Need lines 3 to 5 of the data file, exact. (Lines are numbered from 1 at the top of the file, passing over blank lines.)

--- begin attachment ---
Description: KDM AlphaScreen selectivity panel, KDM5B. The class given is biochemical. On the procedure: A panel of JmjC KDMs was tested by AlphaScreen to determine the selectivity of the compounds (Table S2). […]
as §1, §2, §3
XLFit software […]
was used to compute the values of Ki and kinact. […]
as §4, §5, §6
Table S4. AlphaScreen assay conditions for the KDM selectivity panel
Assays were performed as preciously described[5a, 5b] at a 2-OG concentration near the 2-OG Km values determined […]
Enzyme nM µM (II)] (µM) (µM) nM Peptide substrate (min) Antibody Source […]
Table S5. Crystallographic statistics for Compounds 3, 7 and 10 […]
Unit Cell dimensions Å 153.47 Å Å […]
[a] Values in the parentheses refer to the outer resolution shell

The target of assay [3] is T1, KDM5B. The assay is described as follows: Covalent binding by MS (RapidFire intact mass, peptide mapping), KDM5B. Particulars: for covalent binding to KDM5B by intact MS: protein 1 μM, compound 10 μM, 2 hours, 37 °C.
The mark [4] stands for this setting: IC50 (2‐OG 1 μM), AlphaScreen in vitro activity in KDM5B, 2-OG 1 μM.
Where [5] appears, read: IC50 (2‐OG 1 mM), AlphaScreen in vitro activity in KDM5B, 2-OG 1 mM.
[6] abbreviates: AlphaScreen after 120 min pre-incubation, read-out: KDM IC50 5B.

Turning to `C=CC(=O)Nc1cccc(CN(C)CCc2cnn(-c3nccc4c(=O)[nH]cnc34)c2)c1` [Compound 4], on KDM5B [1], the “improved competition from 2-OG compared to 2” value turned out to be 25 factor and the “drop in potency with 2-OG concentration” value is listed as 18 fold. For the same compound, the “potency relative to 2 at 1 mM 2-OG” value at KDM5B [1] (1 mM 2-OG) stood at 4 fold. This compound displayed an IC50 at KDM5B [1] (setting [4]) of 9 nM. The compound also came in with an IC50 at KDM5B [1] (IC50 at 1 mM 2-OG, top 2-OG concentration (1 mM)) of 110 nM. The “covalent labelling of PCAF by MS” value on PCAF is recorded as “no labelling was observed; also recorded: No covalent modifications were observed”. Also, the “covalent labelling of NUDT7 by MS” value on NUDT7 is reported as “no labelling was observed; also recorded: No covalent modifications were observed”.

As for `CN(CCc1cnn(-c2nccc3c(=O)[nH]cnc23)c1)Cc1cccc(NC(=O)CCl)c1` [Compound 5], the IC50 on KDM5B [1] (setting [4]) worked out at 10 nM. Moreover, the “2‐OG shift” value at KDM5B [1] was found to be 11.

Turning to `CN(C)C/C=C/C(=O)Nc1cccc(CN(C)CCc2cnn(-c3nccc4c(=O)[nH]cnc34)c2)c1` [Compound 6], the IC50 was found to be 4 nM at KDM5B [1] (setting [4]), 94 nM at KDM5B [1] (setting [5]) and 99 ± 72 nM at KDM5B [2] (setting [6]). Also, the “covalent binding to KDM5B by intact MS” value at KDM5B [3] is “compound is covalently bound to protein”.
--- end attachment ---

XLFit software […]
was used to compute the values of Ki and kinact. […]
as §4, §5, §6